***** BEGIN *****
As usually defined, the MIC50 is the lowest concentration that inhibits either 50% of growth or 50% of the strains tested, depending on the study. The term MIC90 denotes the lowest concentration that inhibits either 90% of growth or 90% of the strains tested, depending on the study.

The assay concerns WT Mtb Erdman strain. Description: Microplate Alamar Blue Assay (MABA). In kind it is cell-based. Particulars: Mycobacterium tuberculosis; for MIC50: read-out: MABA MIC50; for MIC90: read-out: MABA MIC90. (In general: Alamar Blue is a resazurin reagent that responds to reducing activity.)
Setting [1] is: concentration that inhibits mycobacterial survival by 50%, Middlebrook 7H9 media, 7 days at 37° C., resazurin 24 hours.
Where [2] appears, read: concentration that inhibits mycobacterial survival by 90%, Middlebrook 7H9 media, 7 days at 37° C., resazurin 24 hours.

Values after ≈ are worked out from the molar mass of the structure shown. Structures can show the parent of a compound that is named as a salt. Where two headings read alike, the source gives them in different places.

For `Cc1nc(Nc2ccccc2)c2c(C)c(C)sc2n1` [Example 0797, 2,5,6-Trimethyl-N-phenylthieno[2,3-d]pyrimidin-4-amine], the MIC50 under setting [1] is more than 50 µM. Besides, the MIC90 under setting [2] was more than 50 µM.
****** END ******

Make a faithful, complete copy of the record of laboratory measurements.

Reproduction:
As usually defined, the MIC50 is the lowest concentration that inhibits either 50% of growth or 50% of the strains tested, depending on the study. The term MIC90 denotes the lowest concentration that inhibits either 90% of growth or 90% of the strains tested, depending on the study.

The assay concerns WT Mtb Erdman strain. Description: Microplate Alamar Blue Assay (MABA). In kind it is cell-based. Particulars: Mycobacterium tuberculosis; for MIC50: read-out: MABA MIC50; for MIC90: read-out: MABA MIC90. (In general: Alamar Blue is a resazurin reagent that responds to reducing activity.)
Setting [1] is: concentration that inhibits mycobacterial survival by 50%, Middlebrook 7H9 media, 7 days at 37° C., resazurin 24 hours.
Where [2] appears, read: concentration that inhibits mycobacterial survival by 90%, Middlebrook 7H9 media, 7 days at 37° C., resazurin 24 hours.

Values after ≈ are worked out from the molar mass of the structure shown. Structures can show the parent of a compound that is named as a salt. Where two headings read alike, the source gives them in different places.

For `Cc1nc(Nc2ccccc2)c2c(C)c(C)sc2n1` [Example 0797, 2,5,6-Trimethyl-N-phenylthieno[2,3-d]pyrimidin-4-amine], the MIC50 under setting [1] is more than 50 µM. Besides, the MIC90 under setting [2] was more than 50 µM.